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Does Triatoma brasiliensis occupy the same environmental niche space as Triatoma melanica?

  • Souza, Rita de Cássia Moreira de1
  • Campolina-Silva, Gabriel H1
  • Bezerra, Claudia Mendonça2
  • Diotaiuti, Liléia1
  • Gorla, David E3
  • 1 Laboratório de Triatomíneos e Epidemiologia da Doença de Chagas, Centro de Pesquisas René Rachou, Fundação Oswaldo Cruz, Belo Horizonte, Minas Gerais, CEP 30.190-002, Brazil , Belo Horizonte (Brazil)
  • 2 Secretaria de Saúde do Estado do Ceará,, Fortaleza, Ceará, Brazil , Fortaleza (Brazil)
  • 3 IMBIV-CONICET, Casilla de Correo 495, Córdoba, 5000, Argentina , Córdoba (Argentina)
Published Article
Parasites & Vectors
Springer (Biomed Central Ltd.)
Publication Date
Jul 10, 2015
DOI: 10.1186/s13071-015-0973-4
Springer Nature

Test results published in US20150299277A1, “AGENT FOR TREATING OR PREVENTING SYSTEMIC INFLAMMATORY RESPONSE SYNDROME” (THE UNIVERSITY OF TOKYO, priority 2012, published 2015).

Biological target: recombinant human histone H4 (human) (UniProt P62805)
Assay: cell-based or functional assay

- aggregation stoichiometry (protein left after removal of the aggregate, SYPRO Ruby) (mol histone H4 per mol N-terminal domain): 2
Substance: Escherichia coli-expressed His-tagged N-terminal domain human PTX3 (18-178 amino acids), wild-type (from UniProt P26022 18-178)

BackgroundTriatomines (Hemiptera, Reduviidae) are vectors of Trypanosoma cruzi, the causative agent of Chagas disease, one of the most important vector-borne diseases in Latin America. This study compares the environmental niche spaces of Triatoma brasiliensis and Triatoma melanica using ecological niche modelling and reports findings on DNA barcoding and wing geometric morphometrics as tools for the identification of these species.MethodsWe compared the geographic distribution of the species using generalized linear models fitted to elevation and current data on land surface temperature, vegetation cover and rainfall recorded by earth observation satellites for northeastern Brazil. Additionally, we evaluated nucleotide sequence data from the barcode region of the mitochondrial cytochrome c oxidase subunit I (CO1) and wing geometric morphometrics as taxonomic identification tools for T. brasiliensis and T. melanica.ResultsThe ecological niche models show that the environmental spaces currently occupied by T. brasiliensis and T. melanica are similar although not equivalent, and associated with the caatinga ecosystem. The CO1 sequence analyses based on pair wise genetic distance matrix calculated using Kimura 2-Parameter (K2P) evolutionary model, clearly separate the two species, supporting the barcoding gap. Wing size and shape analyses based on seven landmarks of 72 field specimens confirmed consistent differences between T. brasiliensis and T. melanica.ConclusionOur results suggest that the separation of the two species should be attributed to a factor that does not include the current environmental conditions. However, as the caatinga is a biome that has existed in the area for at least the last 18,000 years, past conditions might have had an influence in the speciation process. The DNA Barcoding approach may be extended to these members of the subfamily Triatominae.

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